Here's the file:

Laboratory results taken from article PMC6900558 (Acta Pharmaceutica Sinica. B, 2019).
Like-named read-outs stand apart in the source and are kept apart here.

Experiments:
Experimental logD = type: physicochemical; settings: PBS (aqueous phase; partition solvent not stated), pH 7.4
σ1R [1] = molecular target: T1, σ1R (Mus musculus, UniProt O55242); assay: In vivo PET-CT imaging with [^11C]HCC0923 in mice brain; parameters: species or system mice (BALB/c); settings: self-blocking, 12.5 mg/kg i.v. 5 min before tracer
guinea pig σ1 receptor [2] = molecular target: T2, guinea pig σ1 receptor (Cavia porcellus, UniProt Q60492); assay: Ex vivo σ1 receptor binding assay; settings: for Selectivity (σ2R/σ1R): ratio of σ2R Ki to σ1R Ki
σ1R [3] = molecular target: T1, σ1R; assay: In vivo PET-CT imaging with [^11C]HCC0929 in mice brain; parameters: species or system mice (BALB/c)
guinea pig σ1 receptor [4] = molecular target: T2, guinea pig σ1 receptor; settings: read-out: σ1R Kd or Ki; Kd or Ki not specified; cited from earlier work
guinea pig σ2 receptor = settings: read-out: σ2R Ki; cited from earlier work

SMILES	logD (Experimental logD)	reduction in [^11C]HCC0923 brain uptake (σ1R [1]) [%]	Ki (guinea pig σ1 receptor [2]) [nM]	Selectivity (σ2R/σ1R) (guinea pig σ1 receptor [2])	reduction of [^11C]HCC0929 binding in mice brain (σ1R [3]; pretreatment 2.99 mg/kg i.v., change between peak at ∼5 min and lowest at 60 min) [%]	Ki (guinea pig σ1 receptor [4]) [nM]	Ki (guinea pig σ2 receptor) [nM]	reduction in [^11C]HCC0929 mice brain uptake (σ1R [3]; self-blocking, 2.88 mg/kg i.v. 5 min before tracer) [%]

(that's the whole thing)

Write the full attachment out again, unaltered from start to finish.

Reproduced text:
Laboratory results taken from article PMC6900558 (Acta Pharmaceutica Sinica. B, 2019).
Like-named read-outs stand apart in the source and are kept apart here.

Experiments:
Experimental logD = type: physicochemical; settings: PBS (aqueous phase; partition solvent not stated), pH 7.4
σ1R [1] = molecular target: T1, σ1R (Mus musculus, UniProt O55242); assay: In vivo PET-CT imaging with [^11C]HCC0923 in mice brain; parameters: species or system mice (BALB/c); settings: self-blocking, 12.5 mg/kg i.v. 5 min before tracer
guinea pig σ1 receptor [2] = molecular target: T2, guinea pig σ1 receptor (Cavia porcellus, UniProt Q60492); assay: Ex vivo σ1 receptor binding assay; settings: for Selectivity (σ2R/σ1R): ratio of σ2R Ki to σ1R Ki
σ1R [3] = molecular target: T1, σ1R; assay: In vivo PET-CT imaging with [^11C]HCC0929 in mice brain; parameters: species or system mice (BALB/c)
guinea pig σ1 receptor [4] = molecular target: T2, guinea pig σ1 receptor; settings: read-out: σ1R Kd or Ki; Kd or Ki not specified; cited from earlier work
guinea pig σ2 receptor = settings: read-out: σ2R Ki; cited from earlier work

SMILES	logD (Experimental logD)	reduction in [^11C]HCC0923 brain uptake (σ1R [1]) [%]	Ki (guinea pig σ1 receptor [2]) [nM]	Selectivity (σ2R/σ1R) (guinea pig σ1 receptor [2])	reduction of [^11C]HCC0929 binding in mice brain (σ1R [3]; pretreatment 2.99 mg/kg i.v., change between peak at ∼5 min and lowest at 60 min) [%]	Ki (guinea pig σ1 receptor [4]) [nM]	Ki (guinea pig σ2 receptor) [nM]	reduction in [^11C]HCC0929 mice brain uptake (σ1R [3]; self-blocking, 2.88 mg/kg i.v. 5 min before tracer) [%]